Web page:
This should look fine in the browser too - here's how Safari renders it:

screenshot - click to see full size

Note however that you may not be as lucky with Internet Explorer! IE7 is reported to have great support for transparent PNGs. But earlier versions of IE were notoriously bad. There are however workarounds, and I -believe- our image component implements this workaround, by detecting when it's talking to IE and emitting various gross CSS (such as "filter:progid:DXImageTransform.Microsoft.AlphaImageLoader(src=...."). It would be nice to get confirmation from somebody whether this works since I don't have IE on this operating system. But I'm pretty sure it does, and this is why you want to use components - somebody else has debugged the various necessary browser workarounds, and browser specific markup is generated based on which client the server is talking to!

Thursday Feb 02, 2006

Tools Strategy Revealed!

I didn't know this stuff was public information. But I guess it is now... Bob Brewin was interviewed by Gregg Sporar with a series of specific questions about our strategy. Check it out!

For example, we will be open sourcing the Creator technology! (Q18) And, you'll get the Creator and Enterprise functionality as IDE plugins so you don't need to run multiple IDEs! (Q7, Q8) Bob also explains why we don't just roll over and yield the field to Eclipse (Q21).

Exciting times ahead!

Wednesday Feb 01, 2006

New Creator Bloggers

I used to mention new bloggers on the Creator team when they started up - but I've missed a whole bunch of recent(?) additions. Even my boss is blogging! Many of the Creator blogs are listed here. Take a look at Tutorial Divas for example for a wealth of Creator tips and howtos.

I was just talking to some customers yesterday about AJAX, and they were wondering about the performance impact of adding AJAX to your JSF application. Well, now it should be easy to measure it. In Marco's blog he shows how to use the profiler to profile your deployed application.

Finally, note that nearly all these blogs are on In a recent bile blog Sun is criticized for too much cheerleading on From reading the blog entry it sounds like that guy should spend a little less time porn surfing and a little more time trying out our software :) Seriously though, I post regularly about Creator and NetBeans because I like these tools, because I think the message of Sun's tools resurgence hasn't really gotten out there, and because people who read my blog generally appreciate tips and tricks for these tools. Particularly on you'll see lots of talk about Sun products. That shouldn't be a surprise - we "fly our own airplanes" here - we use our own software, and therefore we end up talking about it. Others are welcome to do the same with their own blogs. Just stop reading blogs where you find the signal-to-noise ratio too low. I don't see a problem here.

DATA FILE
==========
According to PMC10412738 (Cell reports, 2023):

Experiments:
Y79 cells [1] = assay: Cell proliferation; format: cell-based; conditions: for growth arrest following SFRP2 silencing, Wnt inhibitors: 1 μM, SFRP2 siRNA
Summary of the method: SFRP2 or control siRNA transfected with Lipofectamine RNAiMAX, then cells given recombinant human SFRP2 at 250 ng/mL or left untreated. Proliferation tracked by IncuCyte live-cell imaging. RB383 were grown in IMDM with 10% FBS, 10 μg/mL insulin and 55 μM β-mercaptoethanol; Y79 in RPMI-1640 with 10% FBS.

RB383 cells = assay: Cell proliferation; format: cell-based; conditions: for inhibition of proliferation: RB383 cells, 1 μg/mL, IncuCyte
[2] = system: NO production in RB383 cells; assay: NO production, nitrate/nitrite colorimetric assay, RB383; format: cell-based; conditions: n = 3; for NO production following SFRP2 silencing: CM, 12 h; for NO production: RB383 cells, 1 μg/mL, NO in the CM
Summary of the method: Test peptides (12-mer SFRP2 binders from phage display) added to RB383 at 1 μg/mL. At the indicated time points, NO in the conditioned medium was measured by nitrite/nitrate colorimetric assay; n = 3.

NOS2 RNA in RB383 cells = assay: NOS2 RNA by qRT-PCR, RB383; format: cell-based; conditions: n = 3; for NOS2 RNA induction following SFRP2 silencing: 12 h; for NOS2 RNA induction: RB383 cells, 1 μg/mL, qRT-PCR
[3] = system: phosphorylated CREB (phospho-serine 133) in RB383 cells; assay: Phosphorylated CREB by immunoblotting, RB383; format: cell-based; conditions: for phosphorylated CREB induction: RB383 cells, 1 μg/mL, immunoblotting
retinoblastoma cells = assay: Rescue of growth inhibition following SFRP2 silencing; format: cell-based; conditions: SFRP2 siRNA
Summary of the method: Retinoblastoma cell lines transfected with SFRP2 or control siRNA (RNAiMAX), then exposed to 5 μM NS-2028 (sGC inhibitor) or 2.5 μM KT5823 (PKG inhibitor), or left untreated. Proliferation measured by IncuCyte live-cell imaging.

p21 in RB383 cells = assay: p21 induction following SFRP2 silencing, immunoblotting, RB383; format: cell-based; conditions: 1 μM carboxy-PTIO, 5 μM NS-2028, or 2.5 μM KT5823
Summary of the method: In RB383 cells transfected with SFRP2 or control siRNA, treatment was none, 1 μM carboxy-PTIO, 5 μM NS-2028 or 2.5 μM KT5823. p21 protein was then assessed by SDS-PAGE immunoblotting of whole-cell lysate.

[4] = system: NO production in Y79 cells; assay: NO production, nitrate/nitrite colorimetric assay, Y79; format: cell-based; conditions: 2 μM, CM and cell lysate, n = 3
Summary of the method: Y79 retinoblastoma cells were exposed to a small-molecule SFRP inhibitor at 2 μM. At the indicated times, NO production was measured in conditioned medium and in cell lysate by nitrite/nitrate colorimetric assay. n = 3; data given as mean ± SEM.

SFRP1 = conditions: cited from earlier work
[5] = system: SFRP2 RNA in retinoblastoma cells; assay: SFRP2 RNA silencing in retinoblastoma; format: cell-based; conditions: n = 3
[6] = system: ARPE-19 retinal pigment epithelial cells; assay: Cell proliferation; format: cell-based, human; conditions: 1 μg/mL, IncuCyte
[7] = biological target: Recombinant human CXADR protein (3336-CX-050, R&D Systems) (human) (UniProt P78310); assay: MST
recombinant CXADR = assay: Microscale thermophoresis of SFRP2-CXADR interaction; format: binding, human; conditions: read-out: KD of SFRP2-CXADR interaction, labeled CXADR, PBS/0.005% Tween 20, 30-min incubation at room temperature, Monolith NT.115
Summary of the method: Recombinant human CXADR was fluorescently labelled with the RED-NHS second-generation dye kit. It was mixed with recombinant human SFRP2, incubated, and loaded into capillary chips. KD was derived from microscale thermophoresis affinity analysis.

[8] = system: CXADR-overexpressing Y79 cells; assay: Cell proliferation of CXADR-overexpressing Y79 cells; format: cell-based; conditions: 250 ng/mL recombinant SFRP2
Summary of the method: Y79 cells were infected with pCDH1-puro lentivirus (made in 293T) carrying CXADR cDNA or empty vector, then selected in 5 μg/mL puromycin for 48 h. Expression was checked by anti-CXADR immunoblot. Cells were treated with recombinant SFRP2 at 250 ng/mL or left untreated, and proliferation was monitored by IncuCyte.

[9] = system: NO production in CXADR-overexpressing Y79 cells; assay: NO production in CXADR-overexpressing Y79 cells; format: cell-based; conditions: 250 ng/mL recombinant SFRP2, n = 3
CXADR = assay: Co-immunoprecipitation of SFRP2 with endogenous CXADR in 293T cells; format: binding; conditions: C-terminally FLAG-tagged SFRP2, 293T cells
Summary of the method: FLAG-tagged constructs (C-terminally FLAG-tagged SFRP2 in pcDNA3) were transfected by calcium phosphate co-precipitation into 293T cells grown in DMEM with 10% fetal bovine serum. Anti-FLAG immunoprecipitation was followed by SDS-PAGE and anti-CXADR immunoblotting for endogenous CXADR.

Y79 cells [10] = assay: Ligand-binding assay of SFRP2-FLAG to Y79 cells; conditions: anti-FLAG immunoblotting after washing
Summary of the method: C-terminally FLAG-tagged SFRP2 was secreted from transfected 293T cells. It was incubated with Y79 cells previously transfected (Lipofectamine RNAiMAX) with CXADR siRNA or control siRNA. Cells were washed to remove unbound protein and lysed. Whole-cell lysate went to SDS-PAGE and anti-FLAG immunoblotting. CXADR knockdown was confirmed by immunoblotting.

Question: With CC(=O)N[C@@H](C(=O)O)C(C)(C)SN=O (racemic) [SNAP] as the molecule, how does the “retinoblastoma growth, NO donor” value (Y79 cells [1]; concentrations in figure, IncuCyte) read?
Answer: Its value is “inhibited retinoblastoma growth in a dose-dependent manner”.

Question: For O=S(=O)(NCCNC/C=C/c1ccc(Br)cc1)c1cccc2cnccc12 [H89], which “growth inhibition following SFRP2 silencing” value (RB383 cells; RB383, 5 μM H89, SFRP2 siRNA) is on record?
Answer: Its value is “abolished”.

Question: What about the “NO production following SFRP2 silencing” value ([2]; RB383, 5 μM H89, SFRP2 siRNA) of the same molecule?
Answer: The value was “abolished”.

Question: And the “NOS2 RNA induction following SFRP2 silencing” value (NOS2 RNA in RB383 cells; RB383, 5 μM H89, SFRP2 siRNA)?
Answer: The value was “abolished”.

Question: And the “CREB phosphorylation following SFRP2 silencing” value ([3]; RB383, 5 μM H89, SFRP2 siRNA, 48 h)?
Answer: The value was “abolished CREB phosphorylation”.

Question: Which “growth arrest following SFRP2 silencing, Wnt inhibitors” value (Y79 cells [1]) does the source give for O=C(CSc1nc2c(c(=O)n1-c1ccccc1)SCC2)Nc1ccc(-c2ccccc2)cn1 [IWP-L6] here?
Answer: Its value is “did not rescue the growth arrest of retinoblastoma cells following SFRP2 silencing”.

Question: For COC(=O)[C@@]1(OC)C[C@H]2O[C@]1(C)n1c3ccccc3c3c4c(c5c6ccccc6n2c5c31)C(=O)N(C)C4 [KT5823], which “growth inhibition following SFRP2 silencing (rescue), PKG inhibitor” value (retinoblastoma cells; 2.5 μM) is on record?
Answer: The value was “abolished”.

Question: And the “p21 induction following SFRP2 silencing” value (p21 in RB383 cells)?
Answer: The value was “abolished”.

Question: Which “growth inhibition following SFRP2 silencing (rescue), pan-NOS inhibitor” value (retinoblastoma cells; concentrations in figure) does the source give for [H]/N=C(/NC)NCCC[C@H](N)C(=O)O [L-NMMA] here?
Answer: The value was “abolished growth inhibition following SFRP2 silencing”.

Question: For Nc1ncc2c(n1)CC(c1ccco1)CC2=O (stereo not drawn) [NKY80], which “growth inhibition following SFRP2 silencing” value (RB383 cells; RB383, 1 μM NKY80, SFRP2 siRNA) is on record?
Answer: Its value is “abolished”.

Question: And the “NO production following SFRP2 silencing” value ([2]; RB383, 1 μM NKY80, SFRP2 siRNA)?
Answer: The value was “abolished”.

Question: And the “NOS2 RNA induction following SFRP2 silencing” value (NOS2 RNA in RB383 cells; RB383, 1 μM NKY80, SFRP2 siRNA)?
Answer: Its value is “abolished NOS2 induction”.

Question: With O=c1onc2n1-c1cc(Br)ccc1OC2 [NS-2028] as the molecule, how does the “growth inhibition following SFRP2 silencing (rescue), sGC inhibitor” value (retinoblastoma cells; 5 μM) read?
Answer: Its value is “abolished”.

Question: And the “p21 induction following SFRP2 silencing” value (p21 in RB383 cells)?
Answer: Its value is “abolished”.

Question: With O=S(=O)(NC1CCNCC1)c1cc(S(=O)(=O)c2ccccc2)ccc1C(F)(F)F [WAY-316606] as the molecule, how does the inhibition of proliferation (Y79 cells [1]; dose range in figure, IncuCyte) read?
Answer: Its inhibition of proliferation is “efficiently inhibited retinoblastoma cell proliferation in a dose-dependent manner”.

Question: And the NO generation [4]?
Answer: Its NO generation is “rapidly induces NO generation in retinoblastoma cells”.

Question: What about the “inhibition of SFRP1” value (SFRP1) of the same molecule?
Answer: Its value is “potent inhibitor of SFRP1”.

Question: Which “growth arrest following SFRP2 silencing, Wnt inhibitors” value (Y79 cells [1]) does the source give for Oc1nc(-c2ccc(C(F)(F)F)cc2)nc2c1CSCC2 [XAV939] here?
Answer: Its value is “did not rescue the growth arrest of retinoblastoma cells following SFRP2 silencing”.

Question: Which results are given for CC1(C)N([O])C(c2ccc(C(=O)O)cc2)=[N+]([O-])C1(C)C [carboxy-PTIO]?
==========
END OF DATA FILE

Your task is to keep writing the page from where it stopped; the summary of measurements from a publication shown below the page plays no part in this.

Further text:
Friday Jan 27, 2006

Creator Flashback

Since Creator 2 launched on Wednesday, we had a special event on Thursday to celebrate. There were various presentations of cool web apps built with Creator 2.

I did a "walk down memory lane", by showing the original JavaOne 2003 demo bits for Creator - then called Project Rave. This was back when we only had a prototype; it took a year from that point to build a real product and release Creator 1.0 the following JavaOne conference.

The hardest part was actually finding the bits. This was before we were an official product, so we were flying under the radar - our source code didn't live in the release engineering infrastructure, but on a CVS server under a desk in the shared group room (the "Rave Room"). I ended up finding a snapshot build in a random directory on a server that was close enough to the JavaOne build. I fired it up, and ah, the memories!

Here are some screenshots... Most of the current Creator team has joined after the original demo, so this was news (or I guess "olds"?) to everybody.

Here's the splash screen. We had adopted a shark as our mascot, and because of that, subsequent releases have been named after types of shark - hammerhead, reef, thresher, mako, ... and let's not forget the multilingual release after hammerhead, named landshark (after SNL).

(We also featured an animated shark in the deployment progress bar!)

Once the IDE came up you got the original Welcome screen. Notice how the look and feel is different. We had a custom look and feel based on the Kunststoff L&F. (Click for full size)

Then we created a project, and designed the application in the designer. The application was Travel Center, a simple application involving travellers, trips, flights, and so on. This sample application lives on today - it's one of the sample applications available for Creator 2! (I believe we've modernized it though.)